Turn it into a B&B/hotel that can be rented for events like weddings and conferences, with the grounds and the house remaining and maintained as is and preserved as a national historical treasure and the grounds as open green space like the deal that Quinnipiac Medical School (formerly BCBS campus) made with the Town of North Haven where residents can walk freely on the grounds.
The only problem with any adaptive reuse of the site by anyone…it’ll require lots of parking. Edgerton has two lengths of its perimeter parkable whereas this has none.
Will this over 55 community have its own radio and tv (like in Florida) so it can brainwash its residents into thinking that Donald Trump isn’t the criminal he is?
Mary O’Leary from the NHR has written an excellent article. Apparently there was a deal in the works to sell it to a non-profit tennis school. The article reads
“It is a great place for a school, right on the bus line,” DeCola said. He said he supported it even though it would no longer generate the $33,336 in taxes it now brings in. The site is assessed at $759,710. The proposed tennis use would require a zoning variance.”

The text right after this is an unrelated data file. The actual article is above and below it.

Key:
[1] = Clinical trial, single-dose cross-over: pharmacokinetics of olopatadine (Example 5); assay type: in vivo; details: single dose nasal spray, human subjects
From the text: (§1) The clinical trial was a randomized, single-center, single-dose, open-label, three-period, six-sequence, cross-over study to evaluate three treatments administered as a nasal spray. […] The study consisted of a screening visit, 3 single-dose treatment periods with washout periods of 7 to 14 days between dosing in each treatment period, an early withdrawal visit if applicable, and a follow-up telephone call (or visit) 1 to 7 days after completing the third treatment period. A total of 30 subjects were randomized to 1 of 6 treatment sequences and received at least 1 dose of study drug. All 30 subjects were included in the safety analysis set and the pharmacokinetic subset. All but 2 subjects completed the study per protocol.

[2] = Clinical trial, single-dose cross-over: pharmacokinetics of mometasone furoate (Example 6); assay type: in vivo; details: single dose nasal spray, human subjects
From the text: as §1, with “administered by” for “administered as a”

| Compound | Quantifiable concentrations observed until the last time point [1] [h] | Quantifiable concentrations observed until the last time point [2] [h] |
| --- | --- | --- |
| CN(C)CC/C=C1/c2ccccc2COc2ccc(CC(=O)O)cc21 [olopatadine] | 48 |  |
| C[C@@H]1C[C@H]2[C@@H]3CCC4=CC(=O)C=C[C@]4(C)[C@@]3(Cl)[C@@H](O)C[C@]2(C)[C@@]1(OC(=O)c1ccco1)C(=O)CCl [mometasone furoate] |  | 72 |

I wonder how the BOA would feel about selling it to Yale?
Might be possible though without trashing the site. If you look at Lighthouse Park and don’t count all of the circulatory roads or the overflow parking areas on grass, about 17% of the effective area (omitting the wetlands half) is paved parking. On the Townsend Estate, (again omitting the sharply sloped half of the site to the east, this percentage is equivalent to the area of the southern parcel marked 02700. That’s about 2.46 acres which should be able to park about 360 cars.
I guess I’m kindof on board with NHV purchasing it for a park or an events center (or both). Also could host a sensitively designed hotel but the developer would have to not hire the usual hacks.